She was with me at school, sitting with her paws curled up under her as I sat in the back of Liechen’s class. She would smile when I would talk to him about social studies and argue about the topics. Here it is again. Here’s another fork. I’m not going down that tangent either. We’ll keep walking.

And walking is what me and Lamia did on the school playground. This is sixth grade, I have no friends. I had one black friend named Brotherhood, but he wouldn’t speak to me, unless I really needed him to defend me. I had a couple white friends, but after they found out that Liechen was mad at me, they pulled away. I can tell you this part, and this is not a tangent and this is not procrastination. Kindergartners walked home at the half day mark, right before lunch, and other kindergartners would walk to the school. There wasn’t always a person there to make sure they were safe. So there was a group of kids in the sixth grade, they were called the crossing guards. They wore a belt, and the belt wrapped around the waist, came up from the left hip, wrapped over the right shoulder and back down, and it was a hunter orange. If you are given the privilege to be a crossing guard, there were two of you on each corner. And if a kindergartner came to the street, you would see them safely across. Liechen gave me that duty. He was trying to find a way to get me to do my school work so he didn’t have to fail me. And he made me a crossing guard. I was a crossing guard for about two weeks. Just long enough to get used to it and love it. But I still refused to do my work and Liechen was forced to take that away from me too.

You could fold that belt, if you knew how to do it, you could fold that belt into a small squarish roundish cubish and you could hang it from your belt, and it was a status symbol. While I stood on that corner, I would whisper to Lamia, because she was always there. It was cold and I would ask her if she needed my coat with her flesh against the Milwaukee winter, and she never did. Her hair would blow wild, but never expose her breasts. And Lamia was with me.

In class, in the play yard, on the street corner, in the living room while I watched Disney movies about Davy Crockett, and in my bedroom as I was falling asleep, Lamia was with me. I told her I loved her, and she would kiss my chest over my heart and wrap her arms around me. I would lay next to her. She would lay down and the leg of a lion would slip under my head, and another over my torso, and I could feel her great lungs as she breathed.

I told Lamia everything. I told Lamia nothing. By everything I mean, Lamia had a relationship with every single one of my alters and she knew all their stories. By nothing I mean, I didn’t tell her that I loved her. But one day in the school yard, with hundreds of kids walking around me, I stepped in front of her. I reached up to cradle her face, her jaws in my cold hands, and I looked her in her hard eyes.

“Why don’t you speak?”

And she shook her head.

I was in sixth grade, far too young for kissing, but I said, “When you speak to me, I’ll kiss you.”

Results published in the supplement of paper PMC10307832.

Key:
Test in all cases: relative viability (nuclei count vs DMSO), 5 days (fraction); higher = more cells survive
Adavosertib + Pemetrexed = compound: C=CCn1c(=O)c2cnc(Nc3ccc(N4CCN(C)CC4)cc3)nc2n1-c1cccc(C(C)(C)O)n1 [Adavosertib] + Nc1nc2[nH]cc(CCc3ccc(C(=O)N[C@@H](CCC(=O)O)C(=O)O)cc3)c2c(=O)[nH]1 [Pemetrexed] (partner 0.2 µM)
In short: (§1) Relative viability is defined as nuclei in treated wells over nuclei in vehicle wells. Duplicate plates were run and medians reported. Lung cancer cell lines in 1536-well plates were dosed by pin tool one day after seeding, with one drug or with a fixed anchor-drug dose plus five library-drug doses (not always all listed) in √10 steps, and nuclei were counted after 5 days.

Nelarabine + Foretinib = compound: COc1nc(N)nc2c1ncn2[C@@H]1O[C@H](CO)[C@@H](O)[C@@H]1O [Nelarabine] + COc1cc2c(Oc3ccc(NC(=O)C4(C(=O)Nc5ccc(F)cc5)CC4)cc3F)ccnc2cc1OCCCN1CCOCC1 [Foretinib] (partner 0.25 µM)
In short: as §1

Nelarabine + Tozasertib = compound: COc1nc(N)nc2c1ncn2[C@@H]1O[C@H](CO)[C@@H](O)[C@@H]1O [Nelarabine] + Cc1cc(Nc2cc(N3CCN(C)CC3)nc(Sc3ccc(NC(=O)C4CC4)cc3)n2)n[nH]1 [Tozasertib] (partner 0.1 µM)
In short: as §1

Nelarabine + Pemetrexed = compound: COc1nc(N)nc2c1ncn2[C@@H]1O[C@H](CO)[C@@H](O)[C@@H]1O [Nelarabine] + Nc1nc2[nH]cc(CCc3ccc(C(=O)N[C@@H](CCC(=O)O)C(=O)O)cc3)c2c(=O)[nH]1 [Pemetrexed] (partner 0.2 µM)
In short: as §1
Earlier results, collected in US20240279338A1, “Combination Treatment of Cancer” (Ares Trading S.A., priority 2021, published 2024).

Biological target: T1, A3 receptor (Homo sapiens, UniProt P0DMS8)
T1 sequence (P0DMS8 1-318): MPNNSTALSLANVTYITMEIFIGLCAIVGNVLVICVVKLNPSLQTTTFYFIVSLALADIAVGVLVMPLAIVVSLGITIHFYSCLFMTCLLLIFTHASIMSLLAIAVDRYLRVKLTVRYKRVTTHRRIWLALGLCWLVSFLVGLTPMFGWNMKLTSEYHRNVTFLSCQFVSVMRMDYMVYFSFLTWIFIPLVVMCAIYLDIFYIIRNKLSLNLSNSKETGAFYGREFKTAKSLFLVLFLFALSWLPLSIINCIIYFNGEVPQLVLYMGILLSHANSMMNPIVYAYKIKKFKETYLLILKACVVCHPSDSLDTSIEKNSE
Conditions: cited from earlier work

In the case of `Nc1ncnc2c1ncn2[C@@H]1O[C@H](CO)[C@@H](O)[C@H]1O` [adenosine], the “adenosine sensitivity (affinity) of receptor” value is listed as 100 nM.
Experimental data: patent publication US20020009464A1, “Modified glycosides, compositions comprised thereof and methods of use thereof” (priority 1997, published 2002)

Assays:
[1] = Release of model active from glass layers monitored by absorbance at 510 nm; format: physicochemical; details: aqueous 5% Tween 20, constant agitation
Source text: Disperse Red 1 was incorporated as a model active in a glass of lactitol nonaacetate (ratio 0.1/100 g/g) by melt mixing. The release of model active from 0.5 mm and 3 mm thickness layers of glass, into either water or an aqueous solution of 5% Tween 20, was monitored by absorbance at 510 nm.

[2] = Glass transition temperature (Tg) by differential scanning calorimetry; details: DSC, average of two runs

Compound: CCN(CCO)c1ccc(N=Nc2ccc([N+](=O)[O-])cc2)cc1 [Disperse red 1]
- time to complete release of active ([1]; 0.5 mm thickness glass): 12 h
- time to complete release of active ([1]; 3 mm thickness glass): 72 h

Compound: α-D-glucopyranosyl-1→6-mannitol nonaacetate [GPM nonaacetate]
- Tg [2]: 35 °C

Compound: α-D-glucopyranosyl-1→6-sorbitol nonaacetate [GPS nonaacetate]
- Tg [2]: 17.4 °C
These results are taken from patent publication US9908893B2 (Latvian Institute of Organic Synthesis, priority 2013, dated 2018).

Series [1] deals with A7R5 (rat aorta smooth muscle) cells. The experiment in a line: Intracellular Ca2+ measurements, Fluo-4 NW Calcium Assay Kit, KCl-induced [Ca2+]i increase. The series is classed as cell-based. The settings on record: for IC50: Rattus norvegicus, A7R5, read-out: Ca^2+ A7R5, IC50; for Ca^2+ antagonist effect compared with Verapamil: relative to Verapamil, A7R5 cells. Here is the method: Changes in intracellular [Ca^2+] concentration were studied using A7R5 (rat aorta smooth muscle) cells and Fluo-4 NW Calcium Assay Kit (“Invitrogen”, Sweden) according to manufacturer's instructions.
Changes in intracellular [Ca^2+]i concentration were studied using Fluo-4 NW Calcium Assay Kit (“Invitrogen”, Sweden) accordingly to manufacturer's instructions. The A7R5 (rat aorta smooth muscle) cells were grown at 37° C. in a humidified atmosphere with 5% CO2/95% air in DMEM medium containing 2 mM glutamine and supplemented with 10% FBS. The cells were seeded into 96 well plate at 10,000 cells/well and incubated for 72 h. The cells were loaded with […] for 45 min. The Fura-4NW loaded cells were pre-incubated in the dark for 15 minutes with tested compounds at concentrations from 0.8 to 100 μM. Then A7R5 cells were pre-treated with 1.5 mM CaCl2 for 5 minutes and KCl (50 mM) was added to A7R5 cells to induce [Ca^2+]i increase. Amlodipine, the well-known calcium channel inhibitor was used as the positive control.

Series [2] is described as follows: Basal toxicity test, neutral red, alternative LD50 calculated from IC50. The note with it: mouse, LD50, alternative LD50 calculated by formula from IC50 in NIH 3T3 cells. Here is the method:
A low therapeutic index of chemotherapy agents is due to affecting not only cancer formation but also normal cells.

She wrapped her arms around me and I wrapped my arms around her. And I don’t know what I looked like on the playground that day or if anybody noticed. Maybe from a distance there was a girl or guy who saw me, my arms wrapped around my body as I hugged myself. Or moments before, my hand reached out cradling a jaw that was not there. Or maybe in his mercy, Smear hid it all and I was just a kid standing in the middle of the playground staring forward, talking to myself.

I wanted to tell Liechen about Lamia, but I assumed he would send me to therapy and I assumed therapy would send me to a home. My assumption then would be that my family would throw me out if I was a lunatic in an asylum. Is it weird that I wouldn’t have talked to Tigress about this, never? Is it weird that in a million years I’d never tell Cage about her, or Brotherhood?

One day in sixth grade I looked at Liechen while the other kids were doing work and I was standing the back of the class, and I asked him if I could go to see Olsen. I was prepared to tell Olsen about Lamia. But Hannibal would get in the way. This was right after social studies, right after me and Liechen had had one of our debates. He had been talking about Hannibal and the elephants over the Alps. I had been talking about Scipio. I talked about how Hannibal, after the fall of Carthage, was under house arrest at an estate and how Scipio, his much younger nemesis, had come to talk to him. And when I said this, I stepped closer to the rest of the class, out of the back of the class, and Liechen had walked around the rest of the desks and stood and faced me. There’s no sixth grader that’s supposed to know about this conversation. College professors know about this conversation. Maybe college undergrads, but not sixth graders.

He came forward and stepped, looked at me, planted his hands on his hips and he looked down. Liechen’s always gonna look down on me, and he said, “You know about the conversation between Scipio and Hannibal?”